4. Eye contact can be extremely difficult, even confronting. Often, a person with autism can focus much better on what you are saying if they don’t have to look at your eyes.
5. There is a difference between a tantrum and an autistic meltdown. A tantrum is deliberate, when a child does not get something they want. A meltdown comes from an instinctual place, due to being overwhelmed – there is nothing deliberate about a meltdown. Where you deal with a tantrum through discipline, when someone is having a meltdown, they need to be protected and supported.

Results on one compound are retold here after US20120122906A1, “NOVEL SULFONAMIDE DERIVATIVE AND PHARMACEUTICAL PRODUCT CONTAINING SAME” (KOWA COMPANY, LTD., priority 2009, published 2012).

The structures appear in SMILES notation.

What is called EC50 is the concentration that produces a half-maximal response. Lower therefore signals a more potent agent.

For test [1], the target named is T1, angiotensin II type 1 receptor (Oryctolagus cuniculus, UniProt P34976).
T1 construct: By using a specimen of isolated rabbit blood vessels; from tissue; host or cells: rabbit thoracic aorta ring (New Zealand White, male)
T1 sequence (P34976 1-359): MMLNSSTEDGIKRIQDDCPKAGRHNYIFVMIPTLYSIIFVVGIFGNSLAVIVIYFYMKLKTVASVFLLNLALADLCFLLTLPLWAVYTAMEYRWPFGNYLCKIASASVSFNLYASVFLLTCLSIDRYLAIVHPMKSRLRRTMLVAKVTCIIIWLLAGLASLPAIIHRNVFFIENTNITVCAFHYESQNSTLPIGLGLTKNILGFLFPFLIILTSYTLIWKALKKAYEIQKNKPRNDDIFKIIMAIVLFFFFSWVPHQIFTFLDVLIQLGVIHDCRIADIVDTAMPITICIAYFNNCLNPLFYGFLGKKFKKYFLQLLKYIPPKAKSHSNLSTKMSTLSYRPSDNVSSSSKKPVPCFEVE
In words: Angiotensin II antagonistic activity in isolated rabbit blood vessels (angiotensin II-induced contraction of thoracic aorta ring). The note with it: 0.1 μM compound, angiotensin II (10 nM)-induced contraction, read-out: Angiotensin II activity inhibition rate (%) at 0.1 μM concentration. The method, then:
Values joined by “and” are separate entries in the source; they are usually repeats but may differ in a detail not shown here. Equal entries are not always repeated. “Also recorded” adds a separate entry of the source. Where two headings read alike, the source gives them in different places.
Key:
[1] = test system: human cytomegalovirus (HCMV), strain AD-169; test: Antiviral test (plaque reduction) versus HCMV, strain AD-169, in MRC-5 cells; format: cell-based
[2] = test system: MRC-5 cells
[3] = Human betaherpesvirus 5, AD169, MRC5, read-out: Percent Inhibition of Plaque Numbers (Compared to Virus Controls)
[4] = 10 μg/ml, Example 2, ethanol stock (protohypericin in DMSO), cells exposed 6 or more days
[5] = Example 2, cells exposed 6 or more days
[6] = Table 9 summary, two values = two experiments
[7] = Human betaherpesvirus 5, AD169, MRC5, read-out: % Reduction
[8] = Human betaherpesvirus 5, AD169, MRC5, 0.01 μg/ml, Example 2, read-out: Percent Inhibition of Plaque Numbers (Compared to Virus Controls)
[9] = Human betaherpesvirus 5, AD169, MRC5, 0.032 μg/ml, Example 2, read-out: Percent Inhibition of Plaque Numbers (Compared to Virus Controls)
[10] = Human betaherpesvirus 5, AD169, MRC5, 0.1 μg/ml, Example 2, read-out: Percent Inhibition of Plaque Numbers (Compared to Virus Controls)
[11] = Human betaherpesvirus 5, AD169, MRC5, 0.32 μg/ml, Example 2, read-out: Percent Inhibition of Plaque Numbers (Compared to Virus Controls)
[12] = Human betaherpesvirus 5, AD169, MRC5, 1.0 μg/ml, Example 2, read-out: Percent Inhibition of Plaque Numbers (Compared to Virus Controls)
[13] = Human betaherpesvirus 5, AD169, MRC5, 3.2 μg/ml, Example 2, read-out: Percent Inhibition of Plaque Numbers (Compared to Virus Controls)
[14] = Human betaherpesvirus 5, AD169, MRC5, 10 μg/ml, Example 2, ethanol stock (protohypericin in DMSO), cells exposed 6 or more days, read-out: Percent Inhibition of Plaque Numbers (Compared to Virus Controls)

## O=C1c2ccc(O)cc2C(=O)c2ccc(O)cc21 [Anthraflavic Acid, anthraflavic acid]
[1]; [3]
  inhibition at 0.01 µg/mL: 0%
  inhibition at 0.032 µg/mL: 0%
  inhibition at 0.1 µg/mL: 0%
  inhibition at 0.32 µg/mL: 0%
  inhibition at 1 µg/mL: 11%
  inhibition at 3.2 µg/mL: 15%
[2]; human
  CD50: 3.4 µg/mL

Remember, a person with autism is first and foremost a person. They may have a different abilities and unique challenges, but they deserve to be accepted and loved as every person deserves to be accepted and loved.
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